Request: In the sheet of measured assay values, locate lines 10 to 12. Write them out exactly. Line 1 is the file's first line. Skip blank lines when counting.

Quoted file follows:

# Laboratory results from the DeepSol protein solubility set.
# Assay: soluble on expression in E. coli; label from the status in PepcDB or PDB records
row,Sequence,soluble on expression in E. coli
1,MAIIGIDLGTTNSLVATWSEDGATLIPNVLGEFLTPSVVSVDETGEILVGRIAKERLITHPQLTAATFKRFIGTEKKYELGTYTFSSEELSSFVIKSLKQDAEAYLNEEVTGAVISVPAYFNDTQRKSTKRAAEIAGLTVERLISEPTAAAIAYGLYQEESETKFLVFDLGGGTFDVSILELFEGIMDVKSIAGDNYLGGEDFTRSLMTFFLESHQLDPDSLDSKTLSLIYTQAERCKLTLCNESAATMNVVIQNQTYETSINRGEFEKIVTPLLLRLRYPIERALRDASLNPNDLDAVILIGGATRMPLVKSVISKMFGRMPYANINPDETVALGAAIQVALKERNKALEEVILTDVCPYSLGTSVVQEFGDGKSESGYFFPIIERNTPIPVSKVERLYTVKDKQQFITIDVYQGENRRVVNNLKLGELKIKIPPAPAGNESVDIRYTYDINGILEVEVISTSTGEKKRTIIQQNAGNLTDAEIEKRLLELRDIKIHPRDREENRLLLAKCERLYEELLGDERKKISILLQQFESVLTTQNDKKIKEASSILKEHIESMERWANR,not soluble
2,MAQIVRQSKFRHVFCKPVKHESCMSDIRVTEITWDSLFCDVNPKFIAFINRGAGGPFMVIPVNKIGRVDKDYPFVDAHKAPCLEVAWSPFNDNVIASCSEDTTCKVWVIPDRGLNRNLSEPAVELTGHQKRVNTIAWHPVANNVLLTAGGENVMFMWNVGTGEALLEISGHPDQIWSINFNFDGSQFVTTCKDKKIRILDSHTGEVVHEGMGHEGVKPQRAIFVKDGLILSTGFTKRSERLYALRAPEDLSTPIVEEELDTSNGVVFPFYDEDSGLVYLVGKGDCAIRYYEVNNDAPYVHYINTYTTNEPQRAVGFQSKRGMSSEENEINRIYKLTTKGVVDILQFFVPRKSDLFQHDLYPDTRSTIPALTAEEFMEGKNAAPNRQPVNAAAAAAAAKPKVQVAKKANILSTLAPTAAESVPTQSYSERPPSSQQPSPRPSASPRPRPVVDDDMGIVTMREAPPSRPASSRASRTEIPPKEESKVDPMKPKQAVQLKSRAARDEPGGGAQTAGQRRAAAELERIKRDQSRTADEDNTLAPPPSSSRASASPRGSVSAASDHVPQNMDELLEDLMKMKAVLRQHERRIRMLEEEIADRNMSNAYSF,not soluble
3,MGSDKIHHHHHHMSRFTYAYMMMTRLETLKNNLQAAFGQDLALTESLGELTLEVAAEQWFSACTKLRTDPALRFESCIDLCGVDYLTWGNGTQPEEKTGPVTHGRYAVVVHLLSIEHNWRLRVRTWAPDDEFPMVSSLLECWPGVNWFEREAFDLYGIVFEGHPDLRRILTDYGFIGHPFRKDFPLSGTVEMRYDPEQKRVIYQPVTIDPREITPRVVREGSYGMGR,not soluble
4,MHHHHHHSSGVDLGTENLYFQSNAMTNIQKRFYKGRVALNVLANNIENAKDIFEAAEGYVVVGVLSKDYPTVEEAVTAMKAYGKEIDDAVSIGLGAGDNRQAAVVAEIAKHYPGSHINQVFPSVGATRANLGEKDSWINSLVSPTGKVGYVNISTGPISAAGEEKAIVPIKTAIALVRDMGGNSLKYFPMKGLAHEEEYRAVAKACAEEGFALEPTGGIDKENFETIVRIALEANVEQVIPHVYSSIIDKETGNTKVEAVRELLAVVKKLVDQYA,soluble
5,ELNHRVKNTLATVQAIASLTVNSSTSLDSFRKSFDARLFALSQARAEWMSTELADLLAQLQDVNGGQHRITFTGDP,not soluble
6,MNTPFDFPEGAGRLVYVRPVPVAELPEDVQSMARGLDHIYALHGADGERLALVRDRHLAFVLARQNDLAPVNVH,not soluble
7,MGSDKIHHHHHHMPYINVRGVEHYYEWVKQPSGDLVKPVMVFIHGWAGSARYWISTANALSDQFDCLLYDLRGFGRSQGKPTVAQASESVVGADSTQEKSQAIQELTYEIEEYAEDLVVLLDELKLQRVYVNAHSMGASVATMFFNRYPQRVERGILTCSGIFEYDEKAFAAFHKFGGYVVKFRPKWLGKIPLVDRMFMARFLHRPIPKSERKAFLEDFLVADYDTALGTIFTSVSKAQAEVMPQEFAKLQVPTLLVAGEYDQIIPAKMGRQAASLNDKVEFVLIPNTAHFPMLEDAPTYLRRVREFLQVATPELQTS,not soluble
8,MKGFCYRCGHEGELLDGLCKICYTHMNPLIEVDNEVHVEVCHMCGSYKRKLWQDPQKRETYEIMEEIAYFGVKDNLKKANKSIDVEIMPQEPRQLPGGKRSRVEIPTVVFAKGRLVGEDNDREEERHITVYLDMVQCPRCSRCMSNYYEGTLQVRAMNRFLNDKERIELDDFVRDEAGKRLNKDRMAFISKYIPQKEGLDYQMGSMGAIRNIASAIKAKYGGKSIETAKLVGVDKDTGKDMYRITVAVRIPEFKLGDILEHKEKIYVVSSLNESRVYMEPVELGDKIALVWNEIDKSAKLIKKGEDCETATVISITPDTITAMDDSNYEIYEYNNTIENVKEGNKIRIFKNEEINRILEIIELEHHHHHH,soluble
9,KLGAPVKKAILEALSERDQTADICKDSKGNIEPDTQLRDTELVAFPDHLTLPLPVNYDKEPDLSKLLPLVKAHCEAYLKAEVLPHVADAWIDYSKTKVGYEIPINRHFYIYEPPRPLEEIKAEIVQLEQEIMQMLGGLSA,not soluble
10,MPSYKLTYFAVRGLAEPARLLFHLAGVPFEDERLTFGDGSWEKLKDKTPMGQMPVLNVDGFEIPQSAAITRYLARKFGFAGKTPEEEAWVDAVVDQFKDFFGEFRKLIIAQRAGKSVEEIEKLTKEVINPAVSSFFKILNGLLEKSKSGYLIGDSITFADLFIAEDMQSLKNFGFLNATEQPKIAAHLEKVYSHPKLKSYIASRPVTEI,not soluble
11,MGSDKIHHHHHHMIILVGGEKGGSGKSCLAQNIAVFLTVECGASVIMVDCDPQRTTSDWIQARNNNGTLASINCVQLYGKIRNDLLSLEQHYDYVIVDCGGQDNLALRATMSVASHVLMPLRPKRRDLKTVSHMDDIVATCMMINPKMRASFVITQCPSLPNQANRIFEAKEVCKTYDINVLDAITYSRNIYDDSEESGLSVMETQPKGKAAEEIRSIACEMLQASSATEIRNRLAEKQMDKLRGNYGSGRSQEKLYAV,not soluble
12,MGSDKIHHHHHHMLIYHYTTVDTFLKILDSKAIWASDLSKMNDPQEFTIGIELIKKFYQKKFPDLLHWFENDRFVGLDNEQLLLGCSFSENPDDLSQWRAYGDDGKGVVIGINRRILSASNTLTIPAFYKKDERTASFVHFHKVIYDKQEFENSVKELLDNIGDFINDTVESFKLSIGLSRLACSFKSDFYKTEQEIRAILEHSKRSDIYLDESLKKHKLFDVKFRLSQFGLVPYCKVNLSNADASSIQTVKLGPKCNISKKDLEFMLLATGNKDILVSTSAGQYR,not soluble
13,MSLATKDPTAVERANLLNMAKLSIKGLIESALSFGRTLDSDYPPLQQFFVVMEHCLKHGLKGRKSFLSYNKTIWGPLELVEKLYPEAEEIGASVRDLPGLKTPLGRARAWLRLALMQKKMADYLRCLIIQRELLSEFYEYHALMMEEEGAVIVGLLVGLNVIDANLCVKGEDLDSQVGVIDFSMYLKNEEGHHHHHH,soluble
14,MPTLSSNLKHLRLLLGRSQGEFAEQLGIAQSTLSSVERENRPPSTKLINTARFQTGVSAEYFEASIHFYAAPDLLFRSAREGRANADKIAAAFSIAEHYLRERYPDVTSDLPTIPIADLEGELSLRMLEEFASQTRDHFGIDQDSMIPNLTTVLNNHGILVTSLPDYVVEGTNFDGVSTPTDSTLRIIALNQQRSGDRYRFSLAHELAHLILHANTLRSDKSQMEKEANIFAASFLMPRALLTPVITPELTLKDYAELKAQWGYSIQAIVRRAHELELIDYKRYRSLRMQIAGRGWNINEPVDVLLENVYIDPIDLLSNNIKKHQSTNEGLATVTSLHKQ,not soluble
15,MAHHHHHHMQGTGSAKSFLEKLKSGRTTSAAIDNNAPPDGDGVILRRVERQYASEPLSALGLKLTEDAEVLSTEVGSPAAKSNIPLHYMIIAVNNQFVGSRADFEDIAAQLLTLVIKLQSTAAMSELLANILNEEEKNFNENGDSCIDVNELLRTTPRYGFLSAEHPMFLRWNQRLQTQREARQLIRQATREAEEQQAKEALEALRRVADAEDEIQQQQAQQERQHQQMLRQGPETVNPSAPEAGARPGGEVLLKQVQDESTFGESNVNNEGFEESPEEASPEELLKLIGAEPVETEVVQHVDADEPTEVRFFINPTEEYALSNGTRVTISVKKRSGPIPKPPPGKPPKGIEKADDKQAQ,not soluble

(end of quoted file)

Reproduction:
7,MGSDKIHHHHHHMPYINVRGVEHYYEWVKQPSGDLVKPVMVFIHGWAGSARYWISTANALSDQFDCLLYDLRGFGRSQGKPTVAQASESVVGADSTQEKSQAIQELTYEIEEYAEDLVVLLDELKLQRVYVNAHSMGASVATMFFNRYPQRVERGILTCSGIFEYDEKAFAAFHKFGGYVVKFRPKWLGKIPLVDRMFMARFLHRPIPKSERKAFLEDFLVADYDTALGTIFTSVSKAQAEVMPQEFAKLQVPTLLVAGEYDQIIPAKMGRQAASLNDKVEFVLIPNTAHFPMLEDAPTYLRRVREFLQVATPELQTS,not soluble
8,MKGFCYRCGHEGELLDGLCKICYTHMNPLIEVDNEVHVEVCHMCGSYKRKLWQDPQKRETYEIMEEIAYFGVKDNLKKANKSIDVEIMPQEPRQLPGGKRSRVEIPTVVFAKGRLVGEDNDREEERHITVYLDMVQCPRCSRCMSNYYEGTLQVRAMNRFLNDKERIELDDFVRDEAGKRLNKDRMAFISKYIPQKEGLDYQMGSMGAIRNIASAIKAKYGGKSIETAKLVGVDKDTGKDMYRITVAVRIPEFKLGDILEHKEKIYVVSSLNESRVYMEPVELGDKIALVWNEIDKSAKLIKKGEDCETATVISITPDTITAMDDSNYEIYEYNNTIENVKEGNKIRIFKNEEINRILEIIELEHHHHHH,soluble
9,KLGAPVKKAILEALSERDQTADICKDSKGNIEPDTQLRDTELVAFPDHLTLPLPVNYDKEPDLSKLLPLVKAHCEAYLKAEVLPHVADAWIDYSKTKVGYEIPINRHFYIYEPPRPLEEIKAEIVQLEQEIMQMLGGLSA,not soluble